State Street suffered net outflows of more than $7bn from its exchange traded fund arm in June as fears about a global trade war blunted growth across the ETF industry in the first half of 2018.
President Donald Trump’s decision to impose tariffs on imports from China, Europe and Canada has caused weakness across many stock markets. This has led to a marked slowdown in new business for asset managers globally.
Worldwide inflows into ETFs (funds and products) dropped to $223bn in the first half of 2018, down more than a third on the same period last year, according to ETFGI, a data provider. The sharp decline in growth comes after four consecutive years of record inflows into ETFs, which have attracted the bulk of new money in the global asset management industry.
Hope of a swift resolution to trade tensions have faded, prompting warnings from analysts.
“Suddenly the world is facing the most serious outbreak of protectionism since the 1930s,” said Dario Perkins, a managing director at TS Lombard, the London-based economic consultancy. “Protectionism didn’t cause the Great Depression but it certainly prolonged it.”
Investors have pulled billions from funds linked to emerging markets and European equities, which are seen as vulnerable to damage from a trade war.
State Street, the New York-listed bank, registered outflows of $7.2bn from its ETFs last month alone, dragging this business into negative territory by the end of the first half.
BlackRock also weathered heavy ETF outflows of more than $5bn in June. The world’s largest asset manager has attracted $52.7bn in new ETF business this year, down 63 per cent on the first six months of 2017.
Christopher Harris, an analyst with Wells Fargo in New York, said overall new business growth for BlackRock was running below the company’s 5 per cent target, due mainly to the slowdown in ETF inflows.
Wells Fargo has trimmed its 12-month target for BlackRock shares, which were trading at just over $508 on Friday, from $550 to $545.
Wei Li, head of iShares Emea investment strategy at BlackRock, said investors were making greater efforts to build resilience into portfolios as a result of the combination of trade tension and moves by US and European central banks to normalise monetary policy.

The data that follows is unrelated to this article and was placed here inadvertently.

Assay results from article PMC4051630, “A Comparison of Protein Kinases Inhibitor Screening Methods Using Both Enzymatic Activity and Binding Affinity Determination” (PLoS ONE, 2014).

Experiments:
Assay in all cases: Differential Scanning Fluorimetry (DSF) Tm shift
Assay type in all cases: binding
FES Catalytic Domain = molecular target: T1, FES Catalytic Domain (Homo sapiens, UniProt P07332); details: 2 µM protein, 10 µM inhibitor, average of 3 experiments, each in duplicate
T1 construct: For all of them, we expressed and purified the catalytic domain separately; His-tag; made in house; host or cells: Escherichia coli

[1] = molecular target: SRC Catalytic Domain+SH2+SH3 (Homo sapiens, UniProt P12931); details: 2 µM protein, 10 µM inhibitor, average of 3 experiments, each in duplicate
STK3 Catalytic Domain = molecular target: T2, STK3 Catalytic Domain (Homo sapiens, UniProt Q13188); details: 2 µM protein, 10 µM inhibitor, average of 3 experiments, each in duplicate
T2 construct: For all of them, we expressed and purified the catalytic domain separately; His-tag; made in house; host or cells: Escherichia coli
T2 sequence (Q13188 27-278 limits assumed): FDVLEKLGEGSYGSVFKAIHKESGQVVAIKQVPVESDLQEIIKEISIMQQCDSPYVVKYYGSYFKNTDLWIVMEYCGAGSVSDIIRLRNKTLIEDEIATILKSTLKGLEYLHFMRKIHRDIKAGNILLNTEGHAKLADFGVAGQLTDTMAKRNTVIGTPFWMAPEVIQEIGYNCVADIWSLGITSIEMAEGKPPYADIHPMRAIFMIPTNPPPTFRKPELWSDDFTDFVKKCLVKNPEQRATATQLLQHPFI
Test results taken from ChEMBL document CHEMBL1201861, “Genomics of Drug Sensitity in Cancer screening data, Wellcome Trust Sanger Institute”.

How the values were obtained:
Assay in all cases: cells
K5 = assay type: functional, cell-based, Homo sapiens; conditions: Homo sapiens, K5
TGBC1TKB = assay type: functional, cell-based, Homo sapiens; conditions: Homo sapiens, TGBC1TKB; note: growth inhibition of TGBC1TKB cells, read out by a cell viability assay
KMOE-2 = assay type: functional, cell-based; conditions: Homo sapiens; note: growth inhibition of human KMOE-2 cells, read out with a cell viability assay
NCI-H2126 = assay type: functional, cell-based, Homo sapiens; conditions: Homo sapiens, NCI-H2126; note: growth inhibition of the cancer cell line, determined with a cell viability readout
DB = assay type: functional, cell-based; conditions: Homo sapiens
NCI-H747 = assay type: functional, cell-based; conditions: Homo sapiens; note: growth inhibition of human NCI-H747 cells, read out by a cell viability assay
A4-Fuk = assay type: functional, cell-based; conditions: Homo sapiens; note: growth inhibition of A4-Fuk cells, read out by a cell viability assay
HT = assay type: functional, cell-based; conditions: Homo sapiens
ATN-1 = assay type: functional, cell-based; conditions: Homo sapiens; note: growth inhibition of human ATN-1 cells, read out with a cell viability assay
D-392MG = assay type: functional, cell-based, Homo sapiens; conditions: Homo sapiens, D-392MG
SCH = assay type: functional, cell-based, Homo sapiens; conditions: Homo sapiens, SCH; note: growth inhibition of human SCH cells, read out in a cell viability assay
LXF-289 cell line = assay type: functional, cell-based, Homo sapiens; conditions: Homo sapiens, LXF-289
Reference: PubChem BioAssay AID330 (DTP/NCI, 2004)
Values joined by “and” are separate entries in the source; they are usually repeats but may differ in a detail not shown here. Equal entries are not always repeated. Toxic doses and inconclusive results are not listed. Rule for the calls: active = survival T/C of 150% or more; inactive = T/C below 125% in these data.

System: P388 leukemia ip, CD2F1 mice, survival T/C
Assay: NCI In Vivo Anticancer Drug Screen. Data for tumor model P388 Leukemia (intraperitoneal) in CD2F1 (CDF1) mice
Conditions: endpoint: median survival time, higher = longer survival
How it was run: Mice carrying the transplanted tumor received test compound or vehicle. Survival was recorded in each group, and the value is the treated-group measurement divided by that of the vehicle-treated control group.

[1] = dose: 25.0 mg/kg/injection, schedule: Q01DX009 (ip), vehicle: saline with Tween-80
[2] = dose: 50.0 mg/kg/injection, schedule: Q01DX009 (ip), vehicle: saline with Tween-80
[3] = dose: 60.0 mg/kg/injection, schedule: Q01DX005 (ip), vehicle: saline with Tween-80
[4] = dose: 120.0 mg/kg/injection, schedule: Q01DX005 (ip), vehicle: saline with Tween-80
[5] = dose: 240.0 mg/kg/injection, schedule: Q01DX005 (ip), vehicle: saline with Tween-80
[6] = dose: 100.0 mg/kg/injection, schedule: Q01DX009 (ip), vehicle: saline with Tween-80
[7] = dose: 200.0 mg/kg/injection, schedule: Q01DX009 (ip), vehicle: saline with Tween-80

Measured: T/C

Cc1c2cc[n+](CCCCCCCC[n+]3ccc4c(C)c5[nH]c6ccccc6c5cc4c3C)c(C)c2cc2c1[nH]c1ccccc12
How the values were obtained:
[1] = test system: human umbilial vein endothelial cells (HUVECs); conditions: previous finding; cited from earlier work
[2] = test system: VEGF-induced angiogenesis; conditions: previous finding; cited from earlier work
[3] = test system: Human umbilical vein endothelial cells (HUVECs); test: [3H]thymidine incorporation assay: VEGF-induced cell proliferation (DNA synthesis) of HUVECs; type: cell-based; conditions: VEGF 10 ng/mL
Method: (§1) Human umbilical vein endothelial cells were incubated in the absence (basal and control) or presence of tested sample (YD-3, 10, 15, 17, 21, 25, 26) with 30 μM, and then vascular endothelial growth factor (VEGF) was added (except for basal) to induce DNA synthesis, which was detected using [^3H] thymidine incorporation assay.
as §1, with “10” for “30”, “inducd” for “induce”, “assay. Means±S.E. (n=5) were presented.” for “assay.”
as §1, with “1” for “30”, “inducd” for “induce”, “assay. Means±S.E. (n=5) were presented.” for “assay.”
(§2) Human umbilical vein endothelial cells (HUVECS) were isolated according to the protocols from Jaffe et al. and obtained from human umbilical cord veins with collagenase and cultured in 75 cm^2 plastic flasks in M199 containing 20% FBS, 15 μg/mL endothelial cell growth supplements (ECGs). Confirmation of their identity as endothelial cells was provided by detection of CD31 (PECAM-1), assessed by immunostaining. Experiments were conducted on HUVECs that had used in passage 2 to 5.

“Gold ETFs have attracted steady inflows until very recently even though the price hasn’t performed strongly this year and there has been a huge appetite for US government bond ETFs following increases in short-term rates,” said Ms Li.
New ETF business for Pennsylvania-based Vanguard, the nearest rival to BlackRock, dropped 48 per cent to just over $43bn in the first half.
WisdomTree, the New York-listed manager, has also been hit by first-half withdrawals of $4.2bn. WisdomTree’s shares have fallen 28 per cent this year.
In Europe, Amundi, UBS and DWS, the asset management arm of Deutsche Bank, have all seen a slowdown in ETF growth after political tensions in the UK, Italy and Germany led investors to retreat from equity markets.
ETF inflows for Lyxor, the Paris-based asset manager, sank 96 per cent to just $233m in the first half.
“There were massive outflows from ETFs linked to European equities in the second quarter. These were offset in Europe by inflows into US equity, commodities and safe haven government bond ETFs,” said Arnaud Llinas, head of ETFs and indexing at Lyxor.
Mr Llinas said he believed the slowdown was a blip. “We have never before had as many conversations with potential clients including private banks and wealth managers as so far this year,” he said.
Investors’ appetite for risk, however, could be further damaged by Mr Trump’s decision this month to impose tariffs on an additional $200bn of importsfrom China.
Kevin Gardiner, global investment strategist at Rothschild wealth management, said it was an “uncomfortable but undeniable fact” that Mr Trump was right to complain about trade imbalances. “The US has been one of the most open economies on the planet and the playing field [on trade] is not level,” he said.